4) keep updated records of on-going studies, new proposals of water use, and active
      policies regarding integrated water resources management. Such an updating
      must be supervised by a group of technicians guided by the Web page manager.
   5) allow feedback from stakeholders. Experience has shown that their direct
      involvement leads to better solutions, particularly in conflicting situations
      (competitive uses).
   6) offer links to federal or state laws/regulations libraries. Inasmuch as laws are
      lengthy texts, a search engine (based on selectable keywords) may be useful.
   7) reserve a special place for NGOs.
   8) Count on an on-line webmaster.

Three examples will are offered below, showing how effective a Web page can be in
solving real-world problems. Although the actual Web page consultation is fictitious,
those cases are based on actual initiatives.

Groundwater demand from tourism: An international investment company detected a
well-defined demand, which implies building a health resort near San Pablo City
(Brazil), making use of deep, thermal waters from the Guaraní Aquifer. If the Guaraní
Aquifer Web page fulfills the requirements mentioned above, it will be a matter of few
hours to retrieve information on:

   • Places nearby San Pablo where the resort can be built (after displaying a general
     location map, zooming-in capabilities would be desirable). Links to regional real
     estate developers would help find out details on land use/availability and costs.
   • Quality and quantity characteristics of the deep, heat waters.
   • Links to libraries of various categories dealing with the entire procedure for
     building a resort such the one proposed (construction norms, commercial rules,
     groundwater use and environmental protection laws, etc.).
   • E-mail addresses (regional tourism agencies, technical agencies/groups, official
     development agencies, etc.).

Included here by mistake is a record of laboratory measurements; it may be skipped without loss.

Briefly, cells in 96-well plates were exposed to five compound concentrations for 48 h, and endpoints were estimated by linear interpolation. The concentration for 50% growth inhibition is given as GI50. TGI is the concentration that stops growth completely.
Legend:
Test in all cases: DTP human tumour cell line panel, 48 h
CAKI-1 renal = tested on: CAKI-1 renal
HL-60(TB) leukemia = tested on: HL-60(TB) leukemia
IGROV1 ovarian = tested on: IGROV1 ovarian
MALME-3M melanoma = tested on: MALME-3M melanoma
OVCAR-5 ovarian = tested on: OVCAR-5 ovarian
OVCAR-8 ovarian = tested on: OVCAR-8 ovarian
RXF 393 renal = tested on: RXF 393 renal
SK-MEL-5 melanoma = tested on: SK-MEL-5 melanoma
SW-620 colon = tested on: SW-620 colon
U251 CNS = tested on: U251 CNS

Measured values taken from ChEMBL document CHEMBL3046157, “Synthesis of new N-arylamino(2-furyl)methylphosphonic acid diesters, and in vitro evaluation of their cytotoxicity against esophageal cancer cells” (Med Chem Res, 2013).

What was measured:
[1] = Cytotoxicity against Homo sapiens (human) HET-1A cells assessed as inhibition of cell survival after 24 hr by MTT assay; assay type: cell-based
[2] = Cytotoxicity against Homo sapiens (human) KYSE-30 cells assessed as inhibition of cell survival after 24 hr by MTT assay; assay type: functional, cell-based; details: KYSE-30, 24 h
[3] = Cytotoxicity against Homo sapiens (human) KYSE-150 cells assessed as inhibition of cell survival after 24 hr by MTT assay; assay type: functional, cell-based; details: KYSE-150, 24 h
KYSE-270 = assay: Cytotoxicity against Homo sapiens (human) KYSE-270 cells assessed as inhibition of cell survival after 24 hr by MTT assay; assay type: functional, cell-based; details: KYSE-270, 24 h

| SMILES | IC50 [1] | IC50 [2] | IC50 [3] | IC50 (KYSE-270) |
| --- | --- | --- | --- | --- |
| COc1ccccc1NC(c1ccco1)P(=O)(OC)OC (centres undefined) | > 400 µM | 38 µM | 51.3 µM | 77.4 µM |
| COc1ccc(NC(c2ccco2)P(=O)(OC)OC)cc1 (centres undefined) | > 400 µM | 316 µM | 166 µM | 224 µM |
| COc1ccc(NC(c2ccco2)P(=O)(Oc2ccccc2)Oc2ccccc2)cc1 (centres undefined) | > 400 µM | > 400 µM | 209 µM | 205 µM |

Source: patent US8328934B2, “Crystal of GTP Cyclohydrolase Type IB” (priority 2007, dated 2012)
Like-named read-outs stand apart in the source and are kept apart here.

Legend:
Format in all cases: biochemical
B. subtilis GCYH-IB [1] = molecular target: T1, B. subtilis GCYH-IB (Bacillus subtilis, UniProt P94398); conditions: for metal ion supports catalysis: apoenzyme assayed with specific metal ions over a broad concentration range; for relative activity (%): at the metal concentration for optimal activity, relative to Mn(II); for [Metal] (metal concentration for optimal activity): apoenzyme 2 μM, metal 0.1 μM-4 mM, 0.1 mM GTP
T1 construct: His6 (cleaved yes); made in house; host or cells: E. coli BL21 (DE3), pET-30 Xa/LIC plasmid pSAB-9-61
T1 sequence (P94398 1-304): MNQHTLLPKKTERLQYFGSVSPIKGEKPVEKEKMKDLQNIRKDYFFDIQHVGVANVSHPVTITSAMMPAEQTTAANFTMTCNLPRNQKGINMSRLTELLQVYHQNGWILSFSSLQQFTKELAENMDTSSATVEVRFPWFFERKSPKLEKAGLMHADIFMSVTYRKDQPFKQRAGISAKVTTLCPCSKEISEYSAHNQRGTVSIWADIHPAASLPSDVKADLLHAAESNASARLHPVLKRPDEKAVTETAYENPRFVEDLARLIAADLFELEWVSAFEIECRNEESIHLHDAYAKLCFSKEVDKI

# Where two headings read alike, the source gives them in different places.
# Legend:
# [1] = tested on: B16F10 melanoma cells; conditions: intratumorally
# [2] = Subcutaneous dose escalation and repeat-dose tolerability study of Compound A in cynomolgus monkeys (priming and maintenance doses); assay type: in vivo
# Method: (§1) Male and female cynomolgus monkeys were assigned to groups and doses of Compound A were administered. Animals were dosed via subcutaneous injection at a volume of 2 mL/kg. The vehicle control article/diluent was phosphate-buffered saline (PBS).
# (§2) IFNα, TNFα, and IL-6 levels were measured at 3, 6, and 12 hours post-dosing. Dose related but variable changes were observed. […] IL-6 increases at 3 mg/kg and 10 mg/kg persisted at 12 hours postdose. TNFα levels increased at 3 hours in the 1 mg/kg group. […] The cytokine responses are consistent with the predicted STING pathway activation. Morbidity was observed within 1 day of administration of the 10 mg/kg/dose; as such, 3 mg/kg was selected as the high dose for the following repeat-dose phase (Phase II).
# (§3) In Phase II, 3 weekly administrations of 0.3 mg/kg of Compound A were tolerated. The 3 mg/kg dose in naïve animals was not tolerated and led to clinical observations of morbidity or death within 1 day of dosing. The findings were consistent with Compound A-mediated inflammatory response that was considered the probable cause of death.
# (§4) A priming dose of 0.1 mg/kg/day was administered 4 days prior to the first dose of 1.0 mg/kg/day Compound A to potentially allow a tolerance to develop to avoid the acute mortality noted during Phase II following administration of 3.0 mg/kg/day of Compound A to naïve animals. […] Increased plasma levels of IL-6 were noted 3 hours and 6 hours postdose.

• Ways to retrieve the opinion/views of local stakeholders, after filling up a form
     containing a brief description of the project (infrastructure, job opportunities, use
     of water, fate of wastewater, etc.).

Groundwater supply: Groundwater pumping has been used for years to supply the city
of Mercedes (Corrientes Province, Argentina). Those wells tap a rather thin unconfined
aquifer, which is currently overexploited and showing evident signs of quality
degradation. Decision has been made to drill deeper wells (no source of surface water is
close to Mercedes), so that waters from the Guaraní Aquifer would potentially supply
the city. Before starting off a drilling campaign, a session of Web page consultation
would be extremely useful for:

   • Finding out the quantitative and qualitative characteristics of the Guaraní
     Aquifer in the region.
   • Retrieving the hydrogeological/constructional features of wells nearby
     (lithological profiles, casing diagrams, specific discharges, transmissivities,
     storage coefficients, etc.).
   • Being aware that, by virtue of the Ramsar Treaty, since 1995 Argentina has
     assumed the preservation of the Iberá wetlands (fed up by the Guaraní Aquifer
     in that region). Therefore, any groundwater pumping is allowed as long as the
     wetlands recharge is not affected.
   • Getting in touch with researchers/professionals who may model the situation to
     assess the eventual impact of groundwater pumping on the wetlands
     hydrological regime.

Hydrogeochemical research: Water samples from the Guaraní Aquifer along the eastern
portion of Uruguay have shown high concentrations of fluoride. Its origin is not clear,
although some studies postulated that it may be the result of waters from different
aquifer horizons which get mixed through preferential pathways. A graduate student,
looking for a thesis topic, decides to carry on a hydrogeochemical study. A good
starting point would be to glance through the Guaraní Aquifer Web page in order to:

   • Inspect the chemical database.
   • Zoom-in on regional geological structures.
   • Get details on sampling wells (drilled lithology, cased and screened depths,
     discharge, etc.).
   • Find out who else may be working on the subject (links with universities).
   • Explore the research grants available.
   • Deliver a brief summary of the proposed research project.

The hypothetical examples above offer just a glimpse of a much broader spectrum of
capabilities of a well designed and managed Guaraní Aquifer web page. The ever